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Critics say Chris Rock's 'Saw' reboot 'Spiral' has plenty of gnarly kills, but misses 'Get Out' level of awareness
Earlier this year, Chris Rock compared his reboot of the Saw franchise (entitled Spiral: From the Book of Saw) to David Fincher's S7ven. With reviews for the project now coming online, we can see just how apt that comparison was. The Hollywood Reporter's Lovia Gyarkye details an early death-by-torture sequence in which a cop is forced to decide between ripping out his own tongue or getting hit by a speeding subway train.
"I wish I could give a detailed account of how Bozwick dies or dissect the realistic nature of the tongue-torture device, but as a famously squeamish person I covered my eyes," reads the review. "When the screams stopped, I looked up and saw a single, haunting shot of a purple-pink tongue. A tongue that I’m still thinking about. Do with that information what you will."
It's good to know that the torture porn element of the series is still intact, but as Variety's Owen Gleiberman points out, the gruesome tongue-ripping is part of the latest Jigsaw killer's obssession with macabre symbolism (à la S7ven's John Doe). The latest maniac to carry on the legacy of John Kramer is targeting cops and for very specific purposes. To go any further would be be to invite spoilers into the conversation, but rest assured that Spiral has more on its mind than just blood and guts.
"Following a year of mass protests over police brutality — notably across America following the murder of George Floyd — the long-delayed Spiral is striking at a particularly pertinent moment," writes Jordan Farley for Total Film. "It may not be as nuanced or insidiously scary as Jordan Peele’s modern horror classic [Get Out], rarely rising above 'bad cops get the chop' (literally), but that Spiral even goes there is commendable."
IGN's Siddhant Adlakha takes a different stance on the attempt at social commentary: "The film clearly hopes to insert itself into the post-Get Out wave of socially-minded Black mainstream horror. Although, it does this about as deftly as the dopey slave-sploitation thriller Antebellum. It even goes as far as employing imagery evocative of police shootings, in a moment that tries (and fails, quite egregiously) to echo the social commentary of George Romero’s The Night of the Living Dead. You’ll know it when you see it, and good lord, is it mishandled."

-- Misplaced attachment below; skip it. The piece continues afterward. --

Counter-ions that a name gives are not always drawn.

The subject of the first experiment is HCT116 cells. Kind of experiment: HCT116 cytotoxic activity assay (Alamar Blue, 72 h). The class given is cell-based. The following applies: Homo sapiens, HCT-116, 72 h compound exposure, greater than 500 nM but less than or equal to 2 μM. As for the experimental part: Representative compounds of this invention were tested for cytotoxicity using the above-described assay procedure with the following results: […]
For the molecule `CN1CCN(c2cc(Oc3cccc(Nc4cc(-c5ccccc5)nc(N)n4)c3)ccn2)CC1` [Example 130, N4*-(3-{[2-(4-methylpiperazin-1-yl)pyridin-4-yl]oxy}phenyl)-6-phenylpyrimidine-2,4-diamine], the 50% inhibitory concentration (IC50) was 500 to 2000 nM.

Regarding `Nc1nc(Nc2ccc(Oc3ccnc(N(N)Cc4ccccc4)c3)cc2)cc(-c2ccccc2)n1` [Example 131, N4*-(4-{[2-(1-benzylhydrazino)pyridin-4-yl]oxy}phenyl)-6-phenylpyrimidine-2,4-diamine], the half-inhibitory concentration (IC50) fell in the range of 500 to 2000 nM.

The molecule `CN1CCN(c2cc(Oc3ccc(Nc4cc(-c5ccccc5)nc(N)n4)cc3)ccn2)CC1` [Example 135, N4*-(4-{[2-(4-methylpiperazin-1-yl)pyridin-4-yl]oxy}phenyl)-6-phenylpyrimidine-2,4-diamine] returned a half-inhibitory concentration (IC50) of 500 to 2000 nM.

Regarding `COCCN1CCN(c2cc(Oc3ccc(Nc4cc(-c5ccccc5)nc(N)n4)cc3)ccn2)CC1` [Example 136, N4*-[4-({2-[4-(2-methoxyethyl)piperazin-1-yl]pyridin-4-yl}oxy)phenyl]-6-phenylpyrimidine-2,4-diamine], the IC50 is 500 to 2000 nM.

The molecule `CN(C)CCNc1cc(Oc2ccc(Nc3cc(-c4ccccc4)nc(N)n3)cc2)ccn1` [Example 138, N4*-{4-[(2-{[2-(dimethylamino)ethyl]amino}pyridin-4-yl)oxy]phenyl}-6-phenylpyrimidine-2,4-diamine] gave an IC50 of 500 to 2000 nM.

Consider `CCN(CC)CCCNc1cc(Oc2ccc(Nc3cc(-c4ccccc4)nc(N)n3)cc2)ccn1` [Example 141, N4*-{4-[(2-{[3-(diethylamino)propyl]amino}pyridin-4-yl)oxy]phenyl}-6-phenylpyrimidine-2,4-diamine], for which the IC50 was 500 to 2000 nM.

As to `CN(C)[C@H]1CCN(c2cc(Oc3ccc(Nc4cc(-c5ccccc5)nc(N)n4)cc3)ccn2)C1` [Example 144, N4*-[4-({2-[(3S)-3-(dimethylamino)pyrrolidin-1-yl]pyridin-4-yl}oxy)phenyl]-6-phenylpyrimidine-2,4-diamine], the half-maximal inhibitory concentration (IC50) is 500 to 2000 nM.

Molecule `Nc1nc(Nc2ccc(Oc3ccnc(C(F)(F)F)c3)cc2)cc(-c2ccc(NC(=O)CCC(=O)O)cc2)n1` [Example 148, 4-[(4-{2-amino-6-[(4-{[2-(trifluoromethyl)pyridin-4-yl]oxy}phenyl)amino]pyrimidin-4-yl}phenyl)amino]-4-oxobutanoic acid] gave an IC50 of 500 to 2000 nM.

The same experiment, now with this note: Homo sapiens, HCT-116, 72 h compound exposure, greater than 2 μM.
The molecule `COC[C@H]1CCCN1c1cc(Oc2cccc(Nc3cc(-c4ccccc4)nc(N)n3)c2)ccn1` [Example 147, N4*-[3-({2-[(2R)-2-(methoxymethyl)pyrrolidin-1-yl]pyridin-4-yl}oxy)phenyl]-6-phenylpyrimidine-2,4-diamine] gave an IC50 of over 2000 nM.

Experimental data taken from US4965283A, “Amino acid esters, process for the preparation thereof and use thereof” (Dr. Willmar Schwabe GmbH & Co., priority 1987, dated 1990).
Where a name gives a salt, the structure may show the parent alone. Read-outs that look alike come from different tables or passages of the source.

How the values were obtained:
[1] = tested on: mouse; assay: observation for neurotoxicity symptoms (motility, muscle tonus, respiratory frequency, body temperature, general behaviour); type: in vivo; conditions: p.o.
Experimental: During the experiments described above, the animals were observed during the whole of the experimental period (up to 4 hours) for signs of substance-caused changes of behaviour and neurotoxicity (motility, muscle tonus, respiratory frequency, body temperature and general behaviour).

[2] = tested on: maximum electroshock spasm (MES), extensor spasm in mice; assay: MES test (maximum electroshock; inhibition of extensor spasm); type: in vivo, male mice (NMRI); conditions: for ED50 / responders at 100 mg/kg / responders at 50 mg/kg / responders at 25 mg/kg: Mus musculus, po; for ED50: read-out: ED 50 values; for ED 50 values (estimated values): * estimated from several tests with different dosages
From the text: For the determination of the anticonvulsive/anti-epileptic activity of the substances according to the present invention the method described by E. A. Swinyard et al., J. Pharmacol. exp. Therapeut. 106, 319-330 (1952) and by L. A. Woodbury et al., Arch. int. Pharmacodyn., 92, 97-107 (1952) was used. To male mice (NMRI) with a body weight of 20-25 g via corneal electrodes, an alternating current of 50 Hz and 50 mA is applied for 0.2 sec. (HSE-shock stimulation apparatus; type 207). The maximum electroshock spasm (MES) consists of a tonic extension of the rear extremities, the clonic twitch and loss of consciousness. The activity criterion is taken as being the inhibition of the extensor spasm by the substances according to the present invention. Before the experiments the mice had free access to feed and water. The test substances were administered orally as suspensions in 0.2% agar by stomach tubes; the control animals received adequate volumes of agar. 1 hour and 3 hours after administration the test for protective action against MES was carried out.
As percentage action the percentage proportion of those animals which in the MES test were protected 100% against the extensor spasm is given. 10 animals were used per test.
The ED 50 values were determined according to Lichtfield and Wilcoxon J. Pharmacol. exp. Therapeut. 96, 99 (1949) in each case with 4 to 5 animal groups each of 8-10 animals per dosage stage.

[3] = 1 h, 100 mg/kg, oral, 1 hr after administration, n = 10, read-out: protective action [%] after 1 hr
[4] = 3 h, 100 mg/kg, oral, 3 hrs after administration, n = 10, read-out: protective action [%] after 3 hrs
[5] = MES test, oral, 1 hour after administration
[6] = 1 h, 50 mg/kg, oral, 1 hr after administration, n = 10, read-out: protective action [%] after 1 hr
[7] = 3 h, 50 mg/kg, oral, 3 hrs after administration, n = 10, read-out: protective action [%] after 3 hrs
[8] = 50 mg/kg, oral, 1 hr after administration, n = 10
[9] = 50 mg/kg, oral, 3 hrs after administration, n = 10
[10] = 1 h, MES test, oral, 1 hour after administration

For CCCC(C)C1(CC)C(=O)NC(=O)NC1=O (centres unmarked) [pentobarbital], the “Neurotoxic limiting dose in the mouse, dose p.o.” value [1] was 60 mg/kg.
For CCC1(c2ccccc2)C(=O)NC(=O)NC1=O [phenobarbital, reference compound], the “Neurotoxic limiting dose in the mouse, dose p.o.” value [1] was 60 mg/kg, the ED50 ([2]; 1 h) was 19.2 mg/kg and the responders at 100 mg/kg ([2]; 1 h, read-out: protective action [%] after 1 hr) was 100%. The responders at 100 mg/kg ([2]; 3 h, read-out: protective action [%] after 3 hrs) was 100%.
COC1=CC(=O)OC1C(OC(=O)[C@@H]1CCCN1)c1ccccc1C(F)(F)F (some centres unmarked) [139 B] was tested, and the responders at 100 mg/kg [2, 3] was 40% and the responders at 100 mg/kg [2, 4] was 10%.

Rock, who came up with the film's central story and serves as executive producer, also plays Spiral's main character: NYPD detective, Zeke Banks. Along with his young new partner, William Schenk (Max Minghella), Zeke tracks the new Jigsaw killer against the backdrop of a sweltering Manhattan summer. "Banks gets a body part in the mail, and the cycle starts over again," says Collider's Matt Goldberg. "The film really doesn’t know how to push beyond that, and so it rests heavily on Rock’s charisma to carry it between traps before the inevitable reveal that is in no way shocking but attempts to explain how Spiral is different from other Saw movies."
Leaning into the movie's love of metaphor, Paste Magazine's Jacob Oller (formerly of SYFY WIRE) likens Spiral to one of the franchise's deadly traps, writing that it "brings just enough newness to dupe those disillusioned with the franchise or those that never boarded the booby-trapped bandwagon in the first place into cautiously checking it out ... The film is, fittingly, a trap. A sick game, luring those of us intrigued by Rock’s performance in Fargo into the same ol’ bear trap we should’ve expected from the start. Spiral might have rhetorical wrinkles that set it apart from its predecessors, but this franchise is still going around in circles."
"Spiral takes an unexpected twist or two, but considering that its lead actor is Black and that it’s a thriller pegged to the issue of police immorality, the film confronts that theme in a weirdly untopical, almost garishly generic way," writes Gleiberman. His review concludes: "The Saw series hasn’t really changed. So depending on whether you’re a fan or not, eat up…or throw up."
Helmed by Saw veteran Daryn Lynn Bousman (he directed the second, third, and fourth installments of the original canon), Spiral arrives in theaters everywhere this Friday, May 14. Samuel L. Jackson, Marisol Nichols, Max Minghella, Dan Petronijevic, Nazneen Contractor, and K.C. Collins co-star.